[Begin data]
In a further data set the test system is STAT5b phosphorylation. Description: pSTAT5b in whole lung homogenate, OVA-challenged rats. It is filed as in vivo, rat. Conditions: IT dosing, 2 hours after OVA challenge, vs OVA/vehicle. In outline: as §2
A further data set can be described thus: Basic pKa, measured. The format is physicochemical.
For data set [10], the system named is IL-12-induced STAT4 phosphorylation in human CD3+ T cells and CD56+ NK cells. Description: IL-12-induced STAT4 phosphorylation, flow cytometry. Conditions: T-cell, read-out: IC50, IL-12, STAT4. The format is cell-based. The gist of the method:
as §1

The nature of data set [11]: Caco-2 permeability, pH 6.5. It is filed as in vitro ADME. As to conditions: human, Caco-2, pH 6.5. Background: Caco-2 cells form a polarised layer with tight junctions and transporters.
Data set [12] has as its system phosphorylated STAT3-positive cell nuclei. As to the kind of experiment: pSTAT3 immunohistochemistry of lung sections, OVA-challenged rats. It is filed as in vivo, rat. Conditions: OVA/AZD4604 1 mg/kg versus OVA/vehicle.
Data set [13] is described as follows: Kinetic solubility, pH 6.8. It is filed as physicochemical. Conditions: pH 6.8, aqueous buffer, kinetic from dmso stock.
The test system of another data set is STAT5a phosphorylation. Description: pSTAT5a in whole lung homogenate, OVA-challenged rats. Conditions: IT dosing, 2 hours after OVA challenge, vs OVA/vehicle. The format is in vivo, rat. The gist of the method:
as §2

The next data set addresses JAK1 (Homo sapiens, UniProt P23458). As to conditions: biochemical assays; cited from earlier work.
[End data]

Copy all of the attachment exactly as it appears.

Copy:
In a further data set the test system is STAT5b phosphorylation. Description: pSTAT5b in whole lung homogenate, OVA-challenged rats. It is filed as in vivo, rat. Conditions: IT dosing, 2 hours after OVA challenge, vs OVA/vehicle. In outline: as §2
A further data set can be described thus: Basic pKa, measured. The format is physicochemical.
For data set [10], the system named is IL-12-induced STAT4 phosphorylation in human CD3+ T cells and CD56+ NK cells. Description: IL-12-induced STAT4 phosphorylation, flow cytometry. Conditions: T-cell, read-out: IC50, IL-12, STAT4. The format is cell-based. The gist of the method:
as §1

The nature of data set [11]: Caco-2 permeability, pH 6.5. It is filed as in vitro ADME. As to conditions: human, Caco-2, pH 6.5. Background: Caco-2 cells form a polarised layer with tight junctions and transporters.
Data set [12] has as its system phosphorylated STAT3-positive cell nuclei. As to the kind of experiment: pSTAT3 immunohistochemistry of lung sections, OVA-challenged rats. It is filed as in vivo, rat. Conditions: OVA/AZD4604 1 mg/kg versus OVA/vehicle.
Data set [13] is described as follows: Kinetic solubility, pH 6.8. It is filed as physicochemical. Conditions: pH 6.8, aqueous buffer, kinetic from dmso stock.
The test system of another data set is STAT5a phosphorylation. Description: pSTAT5a in whole lung homogenate, OVA-challenged rats. Conditions: IT dosing, 2 hours after OVA challenge, vs OVA/vehicle. The format is in vivo, rat. The gist of the method:
as §2

The next data set addresses JAK1 (Homo sapiens, UniProt P23458). As to conditions: biochemical assays; cited from earlier work.